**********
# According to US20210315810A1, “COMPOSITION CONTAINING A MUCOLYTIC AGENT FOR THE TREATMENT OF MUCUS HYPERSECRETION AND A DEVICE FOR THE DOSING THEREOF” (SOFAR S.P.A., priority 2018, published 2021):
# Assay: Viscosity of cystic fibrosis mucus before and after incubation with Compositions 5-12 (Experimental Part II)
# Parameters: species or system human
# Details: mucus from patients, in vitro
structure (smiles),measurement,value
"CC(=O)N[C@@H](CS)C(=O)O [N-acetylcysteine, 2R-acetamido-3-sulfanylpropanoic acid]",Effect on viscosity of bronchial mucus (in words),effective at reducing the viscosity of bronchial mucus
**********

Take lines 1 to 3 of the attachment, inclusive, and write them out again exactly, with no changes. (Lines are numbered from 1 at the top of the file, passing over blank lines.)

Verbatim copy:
# According to US20210315810A1, “COMPOSITION CONTAINING A MUCOLYTIC AGENT FOR THE TREATMENT OF MUCUS HYPERSECRETION AND A DEVICE FOR THE DOSING THEREOF” (SOFAR S.P.A., priority 2018, published 2021):
# Assay: Viscosity of cystic fibrosis mucus before and after incubation with Compositions 5-12 (Experimental Part II)
# Parameters: species or system human